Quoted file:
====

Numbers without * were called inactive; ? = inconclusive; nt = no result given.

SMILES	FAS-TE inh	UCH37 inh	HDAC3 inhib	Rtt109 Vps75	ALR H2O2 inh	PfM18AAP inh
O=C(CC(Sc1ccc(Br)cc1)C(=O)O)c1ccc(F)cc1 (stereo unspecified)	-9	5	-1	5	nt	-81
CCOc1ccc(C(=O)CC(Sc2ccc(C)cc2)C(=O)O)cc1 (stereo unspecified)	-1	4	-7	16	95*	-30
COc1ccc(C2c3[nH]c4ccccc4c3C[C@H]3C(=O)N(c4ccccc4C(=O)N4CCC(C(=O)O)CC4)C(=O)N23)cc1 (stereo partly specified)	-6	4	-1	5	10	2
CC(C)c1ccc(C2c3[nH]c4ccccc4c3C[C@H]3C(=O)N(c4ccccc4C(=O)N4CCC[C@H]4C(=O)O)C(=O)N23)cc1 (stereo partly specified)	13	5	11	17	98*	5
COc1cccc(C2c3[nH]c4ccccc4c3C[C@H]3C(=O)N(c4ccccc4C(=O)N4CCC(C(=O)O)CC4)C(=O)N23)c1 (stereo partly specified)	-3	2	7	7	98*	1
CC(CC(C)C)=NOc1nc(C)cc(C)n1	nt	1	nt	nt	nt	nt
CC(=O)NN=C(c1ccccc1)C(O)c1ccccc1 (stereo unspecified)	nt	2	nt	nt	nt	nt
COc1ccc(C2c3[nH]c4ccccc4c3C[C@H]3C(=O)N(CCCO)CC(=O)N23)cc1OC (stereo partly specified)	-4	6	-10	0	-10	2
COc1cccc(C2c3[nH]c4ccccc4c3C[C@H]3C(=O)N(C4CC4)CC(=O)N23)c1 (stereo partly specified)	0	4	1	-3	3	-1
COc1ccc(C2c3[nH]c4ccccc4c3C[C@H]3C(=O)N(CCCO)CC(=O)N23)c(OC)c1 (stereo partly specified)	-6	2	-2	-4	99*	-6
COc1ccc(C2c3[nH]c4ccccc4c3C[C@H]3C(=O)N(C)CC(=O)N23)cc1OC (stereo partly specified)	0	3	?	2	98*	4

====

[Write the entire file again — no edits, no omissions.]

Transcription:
Numbers without * were called inactive; ? = inconclusive; nt = no result given.

SMILES	FAS-TE inh	UCH37 inh	HDAC3 inhib	Rtt109 Vps75	ALR H2O2 inh	PfM18AAP inh
O=C(CC(Sc1ccc(Br)cc1)C(=O)O)c1ccc(F)cc1 (stereo unspecified)	-9	5	-1	5	nt	-81
CCOc1ccc(C(=O)CC(Sc2ccc(C)cc2)C(=O)O)cc1 (stereo unspecified)	-1	4	-7	16	95*	-30
COc1ccc(C2c3[nH]c4ccccc4c3C[C@H]3C(=O)N(c4ccccc4C(=O)N4CCC(C(=O)O)CC4)C(=O)N23)cc1 (stereo partly specified)	-6	4	-1	5	10	2
CC(C)c1ccc(C2c3[nH]c4ccccc4c3C[C@H]3C(=O)N(c4ccccc4C(=O)N4CCC[C@H]4C(=O)O)C(=O)N23)cc1 (stereo partly specified)	13	5	11	17	98*	5
COc1cccc(C2c3[nH]c4ccccc4c3C[C@H]3C(=O)N(c4ccccc4C(=O)N4CCC(C(=O)O)CC4)C(=O)N23)c1 (stereo partly specified)	-3	2	7	7	98*	1
CC(CC(C)C)=NOc1nc(C)cc(C)n1	nt	1	nt	nt	nt	nt
CC(=O)NN=C(c1ccccc1)C(O)c1ccccc1 (stereo unspecified)	nt	2	nt	nt	nt	nt
COc1ccc(C2c3[nH]c4ccccc4c3C[C@H]3C(=O)N(CCCO)CC(=O)N23)cc1OC (stereo partly specified)	-4	6	-10	0	-10	2
COc1cccc(C2c3[nH]c4ccccc4c3C[C@H]3C(=O)N(C4CC4)CC(=O)N23)c1 (stereo partly specified)	0	4	1	-3	3	-1
COc1ccc(C2c3[nH]c4ccccc4c3C[C@H]3C(=O)N(CCCO)CC(=O)N23)c(OC)c1 (stereo partly specified)	-6	2	-2	-4	99*	-6
COc1ccc(C2c3[nH]c4ccccc4c3C[C@H]3C(=O)N(C)CC(=O)N23)cc1OC (stereo partly specified)	0	3	?	2	98*	4